Historian William Dalrymple says Britain should set up a “museum of colonies” where children can learn about “really terrible things in our past.”
Delrimple, Discussion in the final debate in Jaipur Literature Festival (JLF) has asked whether statues of former imperialist heroes in Britain who will now be seen as war criminals should be kept in the neo-colonial museum, or where they live, while ” Of course, most don’t want to see the nation’s statue smashed. “People will have to be” discriminated against “after the debate over the demolition of the Silver Edward Colston statue in Bristol in June.
“When we go to Germany, we do not expect Hitler or Nazi war criminals or any SS officer to stand trial, and we must eliminate war criminals from our country.” “It’s not about waking up or having a fashion or a trend, it’s really about being realistic about some of the horrible things that happened in our past and will teach our children. If we can colonize them. If we keep it in the museum, it is an opportunity to teach, because we can set up a museum, which will fail the curriculum at that time.
The historian pointed to statues of characters such as Brigadier General John Nicholson, who proposed “living, punishing or burning” the killers of (British) women and children, and He refers in his book The last Mughal as a “royal psychiatrist” with a “brutal ability of extreme aggression and cruelty”.
In Northern Ireland, Nicholson is currently preceded in death by two statues, while a statue of Sir Colin Campbell stands at Clydeside, but he is the man who sealed Sepius. [British-employed Indian soldiers] Before the cannon is blown out of the mouth, put blood licks in the B-baghar and lick the blood.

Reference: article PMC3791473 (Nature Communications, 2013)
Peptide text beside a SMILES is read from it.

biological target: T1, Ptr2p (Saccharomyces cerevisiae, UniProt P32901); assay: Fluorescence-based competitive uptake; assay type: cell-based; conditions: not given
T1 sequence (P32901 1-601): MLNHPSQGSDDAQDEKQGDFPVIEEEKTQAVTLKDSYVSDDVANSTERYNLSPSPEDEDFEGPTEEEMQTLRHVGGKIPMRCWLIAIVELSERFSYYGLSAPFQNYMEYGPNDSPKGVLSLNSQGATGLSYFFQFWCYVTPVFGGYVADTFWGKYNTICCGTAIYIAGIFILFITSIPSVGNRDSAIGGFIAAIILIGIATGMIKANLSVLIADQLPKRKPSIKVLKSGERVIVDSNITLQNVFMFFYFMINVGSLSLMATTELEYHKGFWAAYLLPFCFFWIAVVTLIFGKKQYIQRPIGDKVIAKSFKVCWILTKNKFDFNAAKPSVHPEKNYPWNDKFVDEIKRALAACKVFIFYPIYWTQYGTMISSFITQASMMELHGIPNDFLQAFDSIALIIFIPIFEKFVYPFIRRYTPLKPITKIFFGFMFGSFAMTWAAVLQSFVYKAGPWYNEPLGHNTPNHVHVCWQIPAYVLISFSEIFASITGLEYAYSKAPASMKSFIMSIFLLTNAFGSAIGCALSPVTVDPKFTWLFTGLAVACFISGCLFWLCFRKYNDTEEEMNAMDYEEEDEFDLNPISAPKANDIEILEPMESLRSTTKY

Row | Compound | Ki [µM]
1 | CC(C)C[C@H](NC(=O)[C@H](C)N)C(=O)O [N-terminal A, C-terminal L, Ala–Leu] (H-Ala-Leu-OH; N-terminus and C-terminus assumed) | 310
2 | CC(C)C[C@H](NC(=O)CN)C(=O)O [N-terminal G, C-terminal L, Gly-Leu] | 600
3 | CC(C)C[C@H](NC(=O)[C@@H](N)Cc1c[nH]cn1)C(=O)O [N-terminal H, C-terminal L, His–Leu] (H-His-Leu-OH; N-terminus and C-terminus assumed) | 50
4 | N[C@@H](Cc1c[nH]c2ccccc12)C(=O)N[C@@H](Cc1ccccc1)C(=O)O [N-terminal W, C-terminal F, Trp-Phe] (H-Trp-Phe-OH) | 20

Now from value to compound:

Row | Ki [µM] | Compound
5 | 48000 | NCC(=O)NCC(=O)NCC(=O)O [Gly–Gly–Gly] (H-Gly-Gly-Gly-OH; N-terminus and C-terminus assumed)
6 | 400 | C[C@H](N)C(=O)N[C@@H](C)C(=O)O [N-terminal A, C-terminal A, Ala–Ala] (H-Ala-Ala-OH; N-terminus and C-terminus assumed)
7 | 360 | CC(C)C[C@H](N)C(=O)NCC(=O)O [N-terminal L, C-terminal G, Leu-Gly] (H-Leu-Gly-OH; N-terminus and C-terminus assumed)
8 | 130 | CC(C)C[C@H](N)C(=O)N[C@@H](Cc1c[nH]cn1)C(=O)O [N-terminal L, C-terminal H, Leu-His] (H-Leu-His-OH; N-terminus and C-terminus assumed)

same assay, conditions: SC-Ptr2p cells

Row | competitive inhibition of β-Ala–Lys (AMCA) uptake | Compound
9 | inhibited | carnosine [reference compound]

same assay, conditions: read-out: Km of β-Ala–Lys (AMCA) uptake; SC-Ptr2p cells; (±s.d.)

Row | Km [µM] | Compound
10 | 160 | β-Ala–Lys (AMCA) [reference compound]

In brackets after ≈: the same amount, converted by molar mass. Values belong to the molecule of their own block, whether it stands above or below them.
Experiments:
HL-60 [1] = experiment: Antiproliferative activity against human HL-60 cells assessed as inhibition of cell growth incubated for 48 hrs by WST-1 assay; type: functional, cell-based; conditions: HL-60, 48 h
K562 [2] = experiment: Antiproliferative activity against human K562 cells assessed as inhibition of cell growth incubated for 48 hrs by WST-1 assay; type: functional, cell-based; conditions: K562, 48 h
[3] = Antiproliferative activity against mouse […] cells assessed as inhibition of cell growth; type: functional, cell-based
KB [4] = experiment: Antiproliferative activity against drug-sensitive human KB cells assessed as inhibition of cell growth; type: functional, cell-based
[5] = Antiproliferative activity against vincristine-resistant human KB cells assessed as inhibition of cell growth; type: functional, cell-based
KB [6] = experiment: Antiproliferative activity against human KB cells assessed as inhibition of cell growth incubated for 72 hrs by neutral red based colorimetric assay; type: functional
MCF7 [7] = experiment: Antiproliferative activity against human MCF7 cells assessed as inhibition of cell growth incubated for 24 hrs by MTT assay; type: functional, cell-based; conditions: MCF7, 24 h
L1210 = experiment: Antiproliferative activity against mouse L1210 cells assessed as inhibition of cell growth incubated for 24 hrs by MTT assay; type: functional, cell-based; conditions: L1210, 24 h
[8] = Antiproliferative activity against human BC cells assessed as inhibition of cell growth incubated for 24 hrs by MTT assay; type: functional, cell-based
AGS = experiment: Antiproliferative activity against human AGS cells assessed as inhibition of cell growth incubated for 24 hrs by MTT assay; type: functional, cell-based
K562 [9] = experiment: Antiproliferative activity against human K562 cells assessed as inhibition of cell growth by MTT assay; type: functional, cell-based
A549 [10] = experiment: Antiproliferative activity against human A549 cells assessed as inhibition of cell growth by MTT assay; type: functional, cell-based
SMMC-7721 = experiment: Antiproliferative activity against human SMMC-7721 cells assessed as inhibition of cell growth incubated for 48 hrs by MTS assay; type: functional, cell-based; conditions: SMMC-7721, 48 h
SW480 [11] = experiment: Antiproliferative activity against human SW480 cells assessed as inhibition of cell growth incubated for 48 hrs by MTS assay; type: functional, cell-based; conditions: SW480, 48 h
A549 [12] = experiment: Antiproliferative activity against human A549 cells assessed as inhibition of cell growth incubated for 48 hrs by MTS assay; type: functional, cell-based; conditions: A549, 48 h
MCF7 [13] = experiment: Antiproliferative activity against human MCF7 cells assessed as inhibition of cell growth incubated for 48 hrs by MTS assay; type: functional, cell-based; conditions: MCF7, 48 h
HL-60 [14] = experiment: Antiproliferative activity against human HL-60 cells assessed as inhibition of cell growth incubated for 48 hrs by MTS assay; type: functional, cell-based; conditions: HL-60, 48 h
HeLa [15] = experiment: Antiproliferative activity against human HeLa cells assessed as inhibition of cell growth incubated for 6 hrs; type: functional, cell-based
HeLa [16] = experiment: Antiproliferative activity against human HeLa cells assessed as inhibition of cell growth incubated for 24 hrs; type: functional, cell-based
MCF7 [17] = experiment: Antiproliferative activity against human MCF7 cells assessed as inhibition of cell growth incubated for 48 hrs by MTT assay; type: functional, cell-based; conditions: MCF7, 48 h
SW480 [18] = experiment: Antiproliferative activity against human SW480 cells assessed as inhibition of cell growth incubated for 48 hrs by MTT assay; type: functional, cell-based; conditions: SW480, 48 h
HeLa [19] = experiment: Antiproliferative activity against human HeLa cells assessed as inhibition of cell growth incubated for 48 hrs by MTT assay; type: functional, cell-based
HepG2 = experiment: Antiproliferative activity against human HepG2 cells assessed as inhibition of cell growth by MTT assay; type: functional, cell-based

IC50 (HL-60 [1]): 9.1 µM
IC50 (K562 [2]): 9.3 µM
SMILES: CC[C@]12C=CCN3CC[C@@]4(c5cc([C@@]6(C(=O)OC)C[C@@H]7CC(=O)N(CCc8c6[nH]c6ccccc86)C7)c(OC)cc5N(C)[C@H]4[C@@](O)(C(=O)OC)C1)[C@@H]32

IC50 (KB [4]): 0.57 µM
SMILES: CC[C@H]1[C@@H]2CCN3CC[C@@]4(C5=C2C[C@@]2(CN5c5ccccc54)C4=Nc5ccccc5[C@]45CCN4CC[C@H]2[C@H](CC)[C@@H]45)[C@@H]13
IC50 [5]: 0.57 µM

Maj. Gen. Sir Henry Hallock did the same thing and killed between Lucknow and Kanpur, among about 100,000 non-combatants, between Campbell and himself. These are the people we will describe anywhere as war criminals.
Delerimple said the history curriculum for British school children “sees them moving from Henry VIII to Wilbur Force and gives the impression that the British Empire has always been about freeing slaves and racism.” “
“What the British did in India and elsewhere is not just taught in the curriculum and it is a problem,” Delerimple said. “When the British go out into the world, they don’t know what they know about the Indian Raj or the Irish potato famine. What do you know about it? We need to teach it in our schools and the opportunity to set up a colonial museum with some of the war criminals and other statues I think is an opportunity we should take.
Historian Edward Chancellor also disagreed, speaking at the JLF. “The current sculpture is part of a movement with its abrogated culture, condemnation, forced confession, censorship, intolerance and deep intelligence,” he said.
“Give them an inch and no statue will stand,” he added. “It is an attack on the values of the Enlightenment and supports cultural sophistication,” he said. Behind it is an amazing view of history that is neutral, one-sided and immovable. It cannot be understood or accepted that different eras have different values and the historian must strive impartially.
Journalist Sopan Das Gupta, who was also speaking at the debate, was similarly opposed to the removal of the statues. “History could never have been written on the basis of what a statue looks like in Bristol,” he said. “This is not an attempt to rewrite history, nor is it an attempt to rewrite history,” he said. It really is as important as the history of airbrushing, throwing out a lot of uncertified things, and believing in the cleansing of the past to make it clear to modern ethics.
When asked if the statue should be unveiled at the Colonial Museum in the UK, 53 per cent of respondents said they should have, while 47 per cent said they should not.
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